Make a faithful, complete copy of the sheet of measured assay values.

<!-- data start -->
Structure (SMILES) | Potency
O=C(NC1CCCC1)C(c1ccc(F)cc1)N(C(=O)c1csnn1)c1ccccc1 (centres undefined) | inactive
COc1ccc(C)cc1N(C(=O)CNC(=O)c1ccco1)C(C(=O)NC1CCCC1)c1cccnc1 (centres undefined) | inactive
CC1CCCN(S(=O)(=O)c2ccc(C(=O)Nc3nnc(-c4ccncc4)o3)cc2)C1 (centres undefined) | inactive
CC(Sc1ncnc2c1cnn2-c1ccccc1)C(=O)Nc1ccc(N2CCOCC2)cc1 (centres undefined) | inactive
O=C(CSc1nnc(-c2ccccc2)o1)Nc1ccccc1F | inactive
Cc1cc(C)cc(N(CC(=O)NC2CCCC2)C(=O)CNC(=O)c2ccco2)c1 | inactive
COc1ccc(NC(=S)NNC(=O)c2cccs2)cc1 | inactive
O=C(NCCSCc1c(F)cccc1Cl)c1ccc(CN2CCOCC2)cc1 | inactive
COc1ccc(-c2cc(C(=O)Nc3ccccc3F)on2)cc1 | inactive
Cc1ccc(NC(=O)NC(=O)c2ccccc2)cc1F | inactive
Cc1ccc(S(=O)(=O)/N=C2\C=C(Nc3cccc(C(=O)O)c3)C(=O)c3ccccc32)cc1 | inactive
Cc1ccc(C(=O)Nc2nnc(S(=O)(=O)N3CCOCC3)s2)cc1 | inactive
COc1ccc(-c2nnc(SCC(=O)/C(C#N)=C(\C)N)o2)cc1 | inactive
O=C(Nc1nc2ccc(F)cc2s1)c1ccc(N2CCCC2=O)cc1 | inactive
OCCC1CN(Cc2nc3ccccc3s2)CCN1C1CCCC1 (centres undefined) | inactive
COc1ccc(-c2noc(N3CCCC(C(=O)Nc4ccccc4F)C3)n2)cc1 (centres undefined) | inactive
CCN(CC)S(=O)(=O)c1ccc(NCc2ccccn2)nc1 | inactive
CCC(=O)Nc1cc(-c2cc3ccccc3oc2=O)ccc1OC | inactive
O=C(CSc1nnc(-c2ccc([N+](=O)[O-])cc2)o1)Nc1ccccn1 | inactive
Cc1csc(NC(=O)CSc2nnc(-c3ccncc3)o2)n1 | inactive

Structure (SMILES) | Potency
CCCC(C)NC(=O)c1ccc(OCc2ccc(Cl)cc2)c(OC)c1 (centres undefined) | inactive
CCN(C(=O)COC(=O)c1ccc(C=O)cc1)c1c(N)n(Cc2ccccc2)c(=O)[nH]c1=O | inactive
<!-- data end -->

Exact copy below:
Structure (SMILES) | Potency
O=C(NC1CCCC1)C(c1ccc(F)cc1)N(C(=O)c1csnn1)c1ccccc1 (centres undefined) | inactive
COc1ccc(C)cc1N(C(=O)CNC(=O)c1ccco1)C(C(=O)NC1CCCC1)c1cccnc1 (centres undefined) | inactive
CC1CCCN(S(=O)(=O)c2ccc(C(=O)Nc3nnc(-c4ccncc4)o3)cc2)C1 (centres undefined) | inactive
CC(Sc1ncnc2c1cnn2-c1ccccc1)C(=O)Nc1ccc(N2CCOCC2)cc1 (centres undefined) | inactive
O=C(CSc1nnc(-c2ccccc2)o1)Nc1ccccc1F | inactive
Cc1cc(C)cc(N(CC(=O)NC2CCCC2)C(=O)CNC(=O)c2ccco2)c1 | inactive
COc1ccc(NC(=S)NNC(=O)c2cccs2)cc1 | inactive
O=C(NCCSCc1c(F)cccc1Cl)c1ccc(CN2CCOCC2)cc1 | inactive
COc1ccc(-c2cc(C(=O)Nc3ccccc3F)on2)cc1 | inactive
Cc1ccc(NC(=O)NC(=O)c2ccccc2)cc1F | inactive
Cc1ccc(S(=O)(=O)/N=C2\C=C(Nc3cccc(C(=O)O)c3)C(=O)c3ccccc32)cc1 | inactive
Cc1ccc(C(=O)Nc2nnc(S(=O)(=O)N3CCOCC3)s2)cc1 | inactive
COc1ccc(-c2nnc(SCC(=O)/C(C#N)=C(\C)N)o2)cc1 | inactive
O=C(Nc1nc2ccc(F)cc2s1)c1ccc(N2CCCC2=O)cc1 | inactive
OCCC1CN(Cc2nc3ccccc3s2)CCN1C1CCCC1 (centres undefined) | inactive
COc1ccc(-c2noc(N3CCCC(C(=O)Nc4ccccc4F)C3)n2)cc1 (centres undefined) | inactive
CCN(CC)S(=O)(=O)c1ccc(NCc2ccccn2)nc1 | inactive
CCC(=O)Nc1cc(-c2cc3ccccc3oc2=O)ccc1OC | inactive
O=C(CSc1nnc(-c2ccc([N+](=O)[O-])cc2)o1)Nc1ccccn1 | inactive
Cc1csc(NC(=O)CSc2nnc(-c3ccncc3)o2)n1 | inactive

Structure (SMILES) | Potency
CCCC(C)NC(=O)c1ccc(OCc2ccc(Cl)cc2)c(OC)c1 (centres undefined) | inactive
CCN(C(=O)COC(=O)c1ccc(C=O)cc1)c1c(N)n(Cc2ccccc2)c(=O)[nH]c1=O | inactive